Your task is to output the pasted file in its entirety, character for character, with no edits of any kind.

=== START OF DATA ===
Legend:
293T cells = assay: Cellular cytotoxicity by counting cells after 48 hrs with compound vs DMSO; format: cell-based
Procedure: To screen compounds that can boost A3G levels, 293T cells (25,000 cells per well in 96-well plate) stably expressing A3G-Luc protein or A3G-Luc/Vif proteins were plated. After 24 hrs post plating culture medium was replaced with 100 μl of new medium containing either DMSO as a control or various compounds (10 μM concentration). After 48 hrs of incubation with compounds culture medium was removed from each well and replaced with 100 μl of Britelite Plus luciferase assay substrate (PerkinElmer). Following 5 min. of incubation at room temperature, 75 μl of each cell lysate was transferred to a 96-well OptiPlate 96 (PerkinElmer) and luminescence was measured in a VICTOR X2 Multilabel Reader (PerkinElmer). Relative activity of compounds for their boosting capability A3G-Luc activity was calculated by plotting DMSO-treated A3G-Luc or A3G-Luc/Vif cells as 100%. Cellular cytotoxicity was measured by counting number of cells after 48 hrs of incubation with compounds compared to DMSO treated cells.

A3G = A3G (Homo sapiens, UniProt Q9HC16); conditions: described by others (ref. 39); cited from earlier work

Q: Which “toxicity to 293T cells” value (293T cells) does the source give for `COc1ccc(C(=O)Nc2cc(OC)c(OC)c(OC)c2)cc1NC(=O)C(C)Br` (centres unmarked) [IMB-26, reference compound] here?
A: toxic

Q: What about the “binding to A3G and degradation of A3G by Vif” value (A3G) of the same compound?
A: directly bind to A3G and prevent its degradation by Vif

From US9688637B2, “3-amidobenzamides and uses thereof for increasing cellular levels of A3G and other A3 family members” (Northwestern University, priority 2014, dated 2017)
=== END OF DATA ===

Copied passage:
Legend:
293T cells = assay: Cellular cytotoxicity by counting cells after 48 hrs with compound vs DMSO; format: cell-based
Procedure: To screen compounds that can boost A3G levels, 293T cells (25,000 cells per well in 96-well plate) stably expressing A3G-Luc protein or A3G-Luc/Vif proteins were plated. After 24 hrs post plating culture medium was replaced with 100 μl of new medium containing either DMSO as a control or various compounds (10 μM concentration). After 48 hrs of incubation with compounds culture medium was removed from each well and replaced with 100 μl of Britelite Plus luciferase assay substrate (PerkinElmer). Following 5 min. of incubation at room temperature, 75 μl of each cell lysate was transferred to a 96-well OptiPlate 96 (PerkinElmer) and luminescence was measured in a VICTOR X2 Multilabel Reader (PerkinElmer). Relative activity of compounds for their boosting capability A3G-Luc activity was calculated by plotting DMSO-treated A3G-Luc or A3G-Luc/Vif cells as 100%. Cellular cytotoxicity was measured by counting number of cells after 48 hrs of incubation with compounds compared to DMSO treated cells.

A3G = A3G (Homo sapiens, UniProt Q9HC16); conditions: described by others (ref. 39); cited from earlier work

Q: Which “toxicity to 293T cells” value (293T cells) does the source give for `COc1ccc(C(=O)Nc2cc(OC)c(OC)c(OC)c2)cc1NC(=O)C(C)Br` (centres unmarked) [IMB-26, reference compound] here?
A: toxic

Q: What about the “binding to A3G and degradation of A3G by Vif” value (A3G) of the same compound?
A: directly bind to A3G and prevent its degradation by Vif

From US9688637B2, “3-amidobenzamides and uses thereof for increasing cellular levels of A3G and other A3 family members” (Northwestern University, priority 2014, dated 2017)